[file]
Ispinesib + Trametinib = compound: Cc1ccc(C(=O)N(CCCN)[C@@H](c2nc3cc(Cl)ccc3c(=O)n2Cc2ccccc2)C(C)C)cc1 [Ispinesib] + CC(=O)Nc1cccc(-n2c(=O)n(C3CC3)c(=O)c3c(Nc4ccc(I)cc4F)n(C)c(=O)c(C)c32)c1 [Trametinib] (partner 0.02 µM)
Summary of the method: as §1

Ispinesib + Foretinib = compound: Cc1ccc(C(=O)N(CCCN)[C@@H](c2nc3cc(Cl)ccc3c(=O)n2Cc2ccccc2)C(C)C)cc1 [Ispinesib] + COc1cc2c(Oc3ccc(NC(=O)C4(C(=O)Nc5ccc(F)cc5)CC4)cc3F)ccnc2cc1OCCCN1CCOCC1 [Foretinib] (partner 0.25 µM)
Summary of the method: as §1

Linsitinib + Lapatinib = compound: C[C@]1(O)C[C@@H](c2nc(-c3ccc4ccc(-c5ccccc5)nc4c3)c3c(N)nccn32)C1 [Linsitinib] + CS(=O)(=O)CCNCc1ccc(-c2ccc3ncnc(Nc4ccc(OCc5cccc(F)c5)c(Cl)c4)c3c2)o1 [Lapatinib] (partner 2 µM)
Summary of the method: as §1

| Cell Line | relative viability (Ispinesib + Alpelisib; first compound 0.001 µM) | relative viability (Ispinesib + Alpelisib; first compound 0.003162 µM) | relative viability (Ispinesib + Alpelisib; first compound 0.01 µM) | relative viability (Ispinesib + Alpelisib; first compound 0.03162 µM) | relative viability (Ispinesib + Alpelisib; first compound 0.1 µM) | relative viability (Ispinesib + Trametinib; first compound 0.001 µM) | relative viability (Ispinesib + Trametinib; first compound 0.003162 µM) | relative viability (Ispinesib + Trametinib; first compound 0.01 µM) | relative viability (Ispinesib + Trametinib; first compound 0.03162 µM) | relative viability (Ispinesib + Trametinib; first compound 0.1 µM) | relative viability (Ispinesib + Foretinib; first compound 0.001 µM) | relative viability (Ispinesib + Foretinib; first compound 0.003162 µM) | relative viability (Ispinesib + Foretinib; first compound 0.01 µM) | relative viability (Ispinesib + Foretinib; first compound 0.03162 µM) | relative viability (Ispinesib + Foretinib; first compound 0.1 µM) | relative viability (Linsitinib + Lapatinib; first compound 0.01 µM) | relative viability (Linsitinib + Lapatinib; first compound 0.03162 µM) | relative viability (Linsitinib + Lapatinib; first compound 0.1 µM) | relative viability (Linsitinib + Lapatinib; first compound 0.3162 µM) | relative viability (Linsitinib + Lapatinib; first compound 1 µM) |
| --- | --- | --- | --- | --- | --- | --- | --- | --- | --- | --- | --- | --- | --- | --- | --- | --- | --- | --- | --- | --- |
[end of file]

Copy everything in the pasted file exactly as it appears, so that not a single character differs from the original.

Ispinesib + Trametinib = compound: Cc1ccc(C(=O)N(CCCN)[C@@H](c2nc3cc(Cl)ccc3c(=O)n2Cc2ccccc2)C(C)C)cc1 [Ispinesib] + CC(=O)Nc1cccc(-n2c(=O)n(C3CC3)c(=O)c3c(Nc4ccc(I)cc4F)n(C)c(=O)c(C)c32)c1 [Trametinib] (partner 0.02 µM)
Summary of the method: as §1

Ispinesib + Foretinib = compound: Cc1ccc(C(=O)N(CCCN)[C@@H](c2nc3cc(Cl)ccc3c(=O)n2Cc2ccccc2)C(C)C)cc1 [Ispinesib] + COc1cc2c(Oc3ccc(NC(=O)C4(C(=O)Nc5ccc(F)cc5)CC4)cc3F)ccnc2cc1OCCCN1CCOCC1 [Foretinib] (partner 0.25 µM)
Summary of the method: as §1

Linsitinib + Lapatinib = compound: C[C@]1(O)C[C@@H](c2nc(-c3ccc4ccc(-c5ccccc5)nc4c3)c3c(N)nccn32)C1 [Linsitinib] + CS(=O)(=O)CCNCc1ccc(-c2ccc3ncnc(Nc4ccc(OCc5cccc(F)c5)c(Cl)c4)c3c2)o1 [Lapatinib] (partner 2 µM)
Summary of the method: as §1

| Cell Line | relative viability (Ispinesib + Alpelisib; first compound 0.001 µM) | relative viability (Ispinesib + Alpelisib; first compound 0.003162 µM) | relative viability (Ispinesib + Alpelisib; first compound 0.01 µM) | relative viability (Ispinesib + Alpelisib; first compound 0.03162 µM) | relative viability (Ispinesib + Alpelisib; first compound 0.1 µM) | relative viability (Ispinesib + Trametinib; first compound 0.001 µM) | relative viability (Ispinesib + Trametinib; first compound 0.003162 µM) | relative viability (Ispinesib + Trametinib; first compound 0.01 µM) | relative viability (Ispinesib + Trametinib; first compound 0.03162 µM) | relative viability (Ispinesib + Trametinib; first compound 0.1 µM) | relative viability (Ispinesib + Foretinib; first compound 0.001 µM) | relative viability (Ispinesib + Foretinib; first compound 0.003162 µM) | relative viability (Ispinesib + Foretinib; first compound 0.01 µM) | relative viability (Ispinesib + Foretinib; first compound 0.03162 µM) | relative viability (Ispinesib + Foretinib; first compound 0.1 µM) | relative viability (Linsitinib + Lapatinib; first compound 0.01 µM) | relative viability (Linsitinib + Lapatinib; first compound 0.03162 µM) | relative viability (Linsitinib + Lapatinib; first compound 0.1 µM) | relative viability (Linsitinib + Lapatinib; first compound 0.3162 µM) | relative viability (Linsitinib + Lapatinib; first compound 1 µM) |
| --- | --- | --- | --- | --- | --- | --- | --- | --- | --- | --- | --- | --- | --- | --- | --- | --- | --- | --- | --- | --- |